The correct usage of the word vintage is to identify the year when a wine was made. Since the term has been hijacked and abused for the sole purpose of describing and hocking other non-wine related items, it is rather meaningless and can pretty much be used the way anyone wishes. The use of the word vintage most often says the owner doesn't know anything about an item.
To use the word correctly, as with wine, it must be used with a year. As in:
My car is vintage 1996.
My computer is vintage 2010.
This WWII uniform item is vintage 1943.
Since I don't know the exact year the china was produced (sometime between 1965 and 1970, I'd wager), I can't correctly identify this as 'vintage 1965 china.'
In common use the undated term describes something that is old enough to be in fashion again. Thus since 1970's styles are in fashion again, they are 'vintage.' 1980's styles haven't yet been resuscitated; all they are is 'out of date.' At this point they haven't made it to the 'vintage' category. Put simply, a vintage item is defined as having an enduring appeal.
So, if I were to apply the term in common use, I could say I've got some pretty amazing vintage china.
I also wondered what the difference is between vintage and antique? From Wikipedia: An antique is an old collectible item. It is collected or desirable because of its age, rarity, condition, utility, or other unique features. It is an object that represents a previous era in human society.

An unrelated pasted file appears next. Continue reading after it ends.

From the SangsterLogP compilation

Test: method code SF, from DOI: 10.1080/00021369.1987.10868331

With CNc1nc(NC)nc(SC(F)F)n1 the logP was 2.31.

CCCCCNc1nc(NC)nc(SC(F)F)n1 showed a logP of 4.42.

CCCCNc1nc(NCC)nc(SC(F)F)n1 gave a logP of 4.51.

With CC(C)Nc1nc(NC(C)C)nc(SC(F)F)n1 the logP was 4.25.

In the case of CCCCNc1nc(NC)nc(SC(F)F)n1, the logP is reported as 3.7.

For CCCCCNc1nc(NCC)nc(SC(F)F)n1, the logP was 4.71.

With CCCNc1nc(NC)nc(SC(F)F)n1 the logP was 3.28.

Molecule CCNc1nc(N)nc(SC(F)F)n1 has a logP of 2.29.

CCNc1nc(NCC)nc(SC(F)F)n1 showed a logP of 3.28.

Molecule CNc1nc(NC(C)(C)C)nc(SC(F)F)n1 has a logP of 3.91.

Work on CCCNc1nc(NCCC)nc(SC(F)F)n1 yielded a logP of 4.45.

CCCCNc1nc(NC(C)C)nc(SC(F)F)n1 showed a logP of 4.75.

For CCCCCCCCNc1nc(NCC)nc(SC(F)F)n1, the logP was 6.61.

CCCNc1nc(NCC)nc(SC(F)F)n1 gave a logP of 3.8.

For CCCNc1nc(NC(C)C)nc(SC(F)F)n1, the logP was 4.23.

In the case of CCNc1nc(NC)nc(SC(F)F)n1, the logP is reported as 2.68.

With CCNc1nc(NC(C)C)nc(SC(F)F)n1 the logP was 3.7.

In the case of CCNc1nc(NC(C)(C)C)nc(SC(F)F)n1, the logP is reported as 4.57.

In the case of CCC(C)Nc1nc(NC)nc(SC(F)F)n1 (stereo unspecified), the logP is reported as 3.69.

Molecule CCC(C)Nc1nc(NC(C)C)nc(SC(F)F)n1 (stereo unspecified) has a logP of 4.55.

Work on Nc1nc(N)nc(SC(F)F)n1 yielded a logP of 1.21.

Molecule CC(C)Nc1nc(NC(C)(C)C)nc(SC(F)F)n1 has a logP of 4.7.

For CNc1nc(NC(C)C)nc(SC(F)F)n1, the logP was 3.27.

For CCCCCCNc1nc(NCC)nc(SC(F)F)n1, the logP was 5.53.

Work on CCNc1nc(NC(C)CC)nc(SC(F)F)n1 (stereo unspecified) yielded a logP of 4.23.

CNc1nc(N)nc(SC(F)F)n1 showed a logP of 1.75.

Antiques are usually objects which show some degree of craftsmanship, or a certain attention to design such as a desk or the early automobile. They are bought at antique shops, or passed down as an estate. Some valuable antiques can be bought from antique dealers and auction services or purchased online through websites and online auctions.
The definition of antique varies from source to source, product to product, and year to year. However, some time-tested definitions of antique deserve consideration, such as the following:
1. An item which is at least 50 to 100 years old and is collected or desirable due to rarity, condition, utility, or some other unique feature. Motor vehicles, power tools and other items subject to vigorous use in contrast, may be considered antiques in the U.S. if older than 25 years, and some electronic gadgets of more recent vintage may be considered antiques.
2. Any piece of furniture or decorative object or the like produced in a former period and valuable because of its beauty or rarity.
The definition of antique is rather broad. Based upon the second part of the definition, valuable because of its beauty definitely applies here. If nothing else, in a few more years, my china will definitely be antique.
Though vintage or antique leave room for question, the term heirloom is a perfect fit. Indeed, my china is a valued possession passed down in a family through succeeding generations.
I'm not much of a fan of vintage or antique because so often pieces are missing and irreplaceable. I love to have a complete and matching set. I've been Googling and found Replacements, Ltd., whose motto is, We replace the irreplaceable!® I'm excited to report that they have lots of pieces for my china set. At the very least, I can get one more cereal bowl to complete my eight-piece set. I'm considering expanding the set to twelve settings and there are a few serving pieces I'd like to add, like the gravy boat with attached underplate, one or two more oval serving platters and the round covered serving dish. I've also admired the coffee pot with lid and the creamer and sugar bowl, although we don't drink coffee. Perhaps I can find a salt and pepper shaker as well. There are some pretty amazing possibilities here. This is definitely vintage I can do!